From USA TODAY: “When Oklahoma Attorney General Mike Hunter announced in March that Purdue Pharma would pay the state $270 million to settle a lawsuit linked to the opioid epidemic, he declared the agreement ‘begins a new chapter for those struggling with addiction.’
The deal also appears to be part of the latest chapter in a saga where U.S. corporations trim their tax bills by writing lawsuit settlements off on their taxes.
Congress blocked many of those tactics in a major tax-cut law passed in 2017. However, a few initial settlements among the thousands of opioid lawsuits show the regulatory cat-and-mouse game continues.
In a settlement with Purdue Pharma, the payments will go to a new foundation and a center researching pain and addiction. An agreement with Teva Pharmaceuticals USA specified the firm’s payment would be restitution, not a penalty. And a settlement with McKesson declared the transaction wasn’t a fine, penalty, punitive damages, or forfeiture – all terms that might carry weight when companies file their taxes . . .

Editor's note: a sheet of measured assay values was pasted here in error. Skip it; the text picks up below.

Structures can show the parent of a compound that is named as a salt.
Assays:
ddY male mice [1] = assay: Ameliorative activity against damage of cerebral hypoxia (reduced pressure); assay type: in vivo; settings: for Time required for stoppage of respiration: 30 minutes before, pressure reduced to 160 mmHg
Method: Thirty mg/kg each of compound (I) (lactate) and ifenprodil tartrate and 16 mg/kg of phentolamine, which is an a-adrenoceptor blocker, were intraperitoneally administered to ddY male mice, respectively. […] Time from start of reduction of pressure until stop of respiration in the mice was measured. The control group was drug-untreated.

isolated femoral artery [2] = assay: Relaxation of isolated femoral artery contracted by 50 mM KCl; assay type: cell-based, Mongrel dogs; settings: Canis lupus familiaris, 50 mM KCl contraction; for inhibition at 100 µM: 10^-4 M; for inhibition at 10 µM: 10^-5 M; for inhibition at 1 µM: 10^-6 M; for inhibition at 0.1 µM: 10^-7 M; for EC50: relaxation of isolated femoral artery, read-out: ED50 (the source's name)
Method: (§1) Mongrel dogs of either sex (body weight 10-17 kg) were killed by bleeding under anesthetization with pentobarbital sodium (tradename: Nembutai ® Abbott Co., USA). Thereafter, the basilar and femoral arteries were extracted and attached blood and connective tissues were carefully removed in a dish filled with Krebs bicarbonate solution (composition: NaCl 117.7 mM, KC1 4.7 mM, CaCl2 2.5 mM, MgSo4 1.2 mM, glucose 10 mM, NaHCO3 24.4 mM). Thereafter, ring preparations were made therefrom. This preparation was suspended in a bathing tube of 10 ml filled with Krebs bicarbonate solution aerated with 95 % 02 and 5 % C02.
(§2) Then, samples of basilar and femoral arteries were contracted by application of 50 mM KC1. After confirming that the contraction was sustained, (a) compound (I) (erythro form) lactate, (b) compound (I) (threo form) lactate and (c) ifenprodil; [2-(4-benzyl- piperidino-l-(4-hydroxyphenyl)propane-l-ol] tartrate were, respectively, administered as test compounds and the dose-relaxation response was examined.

Corporate write-offs of government settlements exact a financial toll on millions of average Americans, according to reports by the U.S. Public Interest Research Group Education Fund, a government watchdog organization.
‘When corporations deduct settlements for wrongdoing, the public is doubly harmed,’ the organization warned in a 2015 report.
Settlements aren’t seen as a deterrent if companies can write them off on their tax returns, it said. And other taxpayers ‘must shoulder the burden of the lost revenue in the form of higher taxes for other ordinary taxpayers, cuts to public programs, or more national debt,’ the report said.”